Oral cancers represent the most common head and neck cancers, and about 90% of their cases are histologically defined as squamous cell carcinomas. The onset of this kind of tumor is multifactorial, starting from changes in the normal mucosa and evolving into cancer lesions and then metastasis [1]. Among the risk factors, the abuse of alcohol and tobacco consumption are considered the main leading causes since they are proinflammatory, and it is well-known that the development of oral cancer is closely related to several inflammation pathways [2]. Despite the available therapeutic strategies (e.g., chemotherapy, radiotherapy, and surgery) having been greatly improved over the past few decades, the actual main shortcomings concern the improvement in patients’ survival rates, since they are still below 50% in clinical cases [3]. For this reason, the identification of novel therapeutic agents as well as the development of new therapeutic approaches, aimed at both treatment and chemoprevention, are mandatory. In recent years, the scientific community has extensively focused its attention on the effectiveness of several natural plant-derived compounds that have demonstrated interesting chemopreventive and therapeutic properties against pancreatic and hepatic cancers (e.g., curcuminoids), tumors affecting the gastrointestinal tract (e.g., catechins), breast and prostatic cancers (e.g., indole compounds), melanoma (e.g., apigenin and β-carotene), and oral cancers [4][5][6][4,5,6]. Specifically, several naturally occurring compounds have been shown to possess promising efficacy against oral cancer cells by interfering with the cell cycle, inducing early apoptosis and affecting invasion into other tissues and organs, thus interfering with the metastasis process [7]. Furthermore, these natural actives were generally characterized by low costs, the absence of systemic toxicity, fewer side effects when compared to standard therapies, and a certain capability of enhancing conventional anticancer drugs’ effects. The latter aspect makes these phytocompounds excellent candidates for the treatment of aggressive tumors, such as oral cancers [8]. Among the various investigated natural biomolecules, polyphenols have recently gained considerable interest due to their wide-spectrum properties being potentially useful in the treatment of cancers (e.g., antitumor, antioxidant, antiproliferative, anti-inflammatory, and immunomodulatory) [9]. However, their unfavorable physicochemical properties (e.g., lipophilicity leading to low water solubility) and susceptibility to oxidation and chemical degradation due to pH, light exposure, and high temperature compromise their bioavailability, administrability, and handling, thus limiting their clinical use [10]. Among polyphenols, resveratrol (RSV) has recently emerged as an effective molecule against oral squamous cell carcinoma (OSCC). It should be highlighted that the literature fully reports on the use of RSV as an anticancer agent against various cancer types [11], while its specific employment in the treatment of OSCC is still a little-traveled road. Indeed, although in vitro studies corroborate the potentiality of RSV against OSCC, few in vivo studies report on the treatment of OSCC with RSV using different routes of administration and vehicles.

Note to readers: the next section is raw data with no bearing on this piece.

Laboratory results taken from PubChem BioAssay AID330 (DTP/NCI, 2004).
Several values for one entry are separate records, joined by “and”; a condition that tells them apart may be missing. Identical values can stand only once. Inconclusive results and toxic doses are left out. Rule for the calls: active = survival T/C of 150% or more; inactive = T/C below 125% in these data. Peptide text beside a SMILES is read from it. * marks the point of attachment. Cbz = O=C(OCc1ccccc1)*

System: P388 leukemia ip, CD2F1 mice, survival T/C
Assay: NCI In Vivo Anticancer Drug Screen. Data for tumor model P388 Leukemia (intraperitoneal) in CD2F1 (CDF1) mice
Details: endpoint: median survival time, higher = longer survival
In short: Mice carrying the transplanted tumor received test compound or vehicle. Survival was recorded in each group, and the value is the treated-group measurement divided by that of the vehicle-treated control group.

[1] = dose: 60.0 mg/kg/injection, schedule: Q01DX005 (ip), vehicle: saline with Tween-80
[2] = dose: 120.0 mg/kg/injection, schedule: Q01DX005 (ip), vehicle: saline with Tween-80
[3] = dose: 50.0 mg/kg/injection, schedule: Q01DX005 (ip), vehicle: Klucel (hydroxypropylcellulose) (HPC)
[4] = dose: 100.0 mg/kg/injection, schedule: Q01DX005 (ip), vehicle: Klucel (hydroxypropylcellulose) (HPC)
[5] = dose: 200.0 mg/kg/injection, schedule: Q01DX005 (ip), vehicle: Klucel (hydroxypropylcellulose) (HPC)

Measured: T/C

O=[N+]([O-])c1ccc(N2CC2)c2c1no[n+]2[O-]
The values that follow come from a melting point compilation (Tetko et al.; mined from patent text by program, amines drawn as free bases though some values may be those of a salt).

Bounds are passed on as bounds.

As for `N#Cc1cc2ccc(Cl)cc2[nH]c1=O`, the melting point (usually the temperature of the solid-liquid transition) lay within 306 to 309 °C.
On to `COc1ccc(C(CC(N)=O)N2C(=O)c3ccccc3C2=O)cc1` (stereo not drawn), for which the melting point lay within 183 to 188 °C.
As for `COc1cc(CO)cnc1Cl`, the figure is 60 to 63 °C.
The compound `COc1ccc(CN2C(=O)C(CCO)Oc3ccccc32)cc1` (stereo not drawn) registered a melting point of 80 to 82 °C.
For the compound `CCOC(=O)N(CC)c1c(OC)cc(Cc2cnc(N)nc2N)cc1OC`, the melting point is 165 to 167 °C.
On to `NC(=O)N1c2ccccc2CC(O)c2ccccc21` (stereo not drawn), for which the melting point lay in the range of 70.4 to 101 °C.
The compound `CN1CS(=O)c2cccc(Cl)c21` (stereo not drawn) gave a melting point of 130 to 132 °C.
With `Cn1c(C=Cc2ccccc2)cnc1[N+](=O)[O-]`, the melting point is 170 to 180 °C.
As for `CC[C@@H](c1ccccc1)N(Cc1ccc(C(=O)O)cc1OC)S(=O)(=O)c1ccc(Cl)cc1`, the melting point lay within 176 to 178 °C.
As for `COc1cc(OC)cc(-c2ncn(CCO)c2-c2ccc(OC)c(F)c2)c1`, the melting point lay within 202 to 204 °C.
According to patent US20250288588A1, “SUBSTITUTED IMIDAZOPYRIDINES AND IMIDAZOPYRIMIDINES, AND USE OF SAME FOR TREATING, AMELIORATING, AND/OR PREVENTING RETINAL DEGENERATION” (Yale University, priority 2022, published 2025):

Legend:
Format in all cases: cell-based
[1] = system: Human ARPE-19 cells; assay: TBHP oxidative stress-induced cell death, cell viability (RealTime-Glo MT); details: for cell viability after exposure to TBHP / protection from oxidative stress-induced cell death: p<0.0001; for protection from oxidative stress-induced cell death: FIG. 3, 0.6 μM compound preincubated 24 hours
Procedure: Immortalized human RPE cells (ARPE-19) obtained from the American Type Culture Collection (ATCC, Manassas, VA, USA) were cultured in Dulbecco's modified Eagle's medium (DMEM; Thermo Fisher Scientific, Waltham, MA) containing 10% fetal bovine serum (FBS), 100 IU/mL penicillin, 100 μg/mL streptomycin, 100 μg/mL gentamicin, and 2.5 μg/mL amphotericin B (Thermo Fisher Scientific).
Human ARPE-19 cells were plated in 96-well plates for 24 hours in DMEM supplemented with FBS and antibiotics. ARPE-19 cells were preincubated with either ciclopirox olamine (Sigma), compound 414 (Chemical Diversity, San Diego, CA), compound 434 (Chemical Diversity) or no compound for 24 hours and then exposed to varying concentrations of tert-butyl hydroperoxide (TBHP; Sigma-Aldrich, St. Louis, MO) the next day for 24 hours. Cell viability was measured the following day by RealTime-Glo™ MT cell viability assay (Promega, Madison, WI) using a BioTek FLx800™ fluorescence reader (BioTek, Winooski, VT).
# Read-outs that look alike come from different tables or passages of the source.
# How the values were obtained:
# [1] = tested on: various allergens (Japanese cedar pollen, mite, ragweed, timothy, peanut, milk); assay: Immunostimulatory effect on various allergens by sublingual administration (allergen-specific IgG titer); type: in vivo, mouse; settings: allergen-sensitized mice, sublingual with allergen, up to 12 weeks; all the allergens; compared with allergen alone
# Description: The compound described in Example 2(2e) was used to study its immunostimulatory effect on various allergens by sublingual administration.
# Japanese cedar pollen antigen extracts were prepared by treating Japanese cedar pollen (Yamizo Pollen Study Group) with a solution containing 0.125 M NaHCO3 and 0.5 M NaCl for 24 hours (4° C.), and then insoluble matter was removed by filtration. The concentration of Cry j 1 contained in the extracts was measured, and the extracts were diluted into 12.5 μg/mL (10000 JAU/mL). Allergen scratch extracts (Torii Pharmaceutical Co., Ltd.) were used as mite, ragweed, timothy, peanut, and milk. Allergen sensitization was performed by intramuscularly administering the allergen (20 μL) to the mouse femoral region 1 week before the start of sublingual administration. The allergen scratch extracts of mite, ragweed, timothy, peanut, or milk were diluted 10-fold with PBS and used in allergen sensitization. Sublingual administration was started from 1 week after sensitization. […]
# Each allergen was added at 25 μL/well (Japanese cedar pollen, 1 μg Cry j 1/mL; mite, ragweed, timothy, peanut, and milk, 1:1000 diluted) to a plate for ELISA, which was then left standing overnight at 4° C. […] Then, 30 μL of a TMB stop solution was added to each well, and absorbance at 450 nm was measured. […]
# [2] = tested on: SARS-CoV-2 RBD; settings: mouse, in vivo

2. Oral Squamous Cell Carcinoma (OSCC)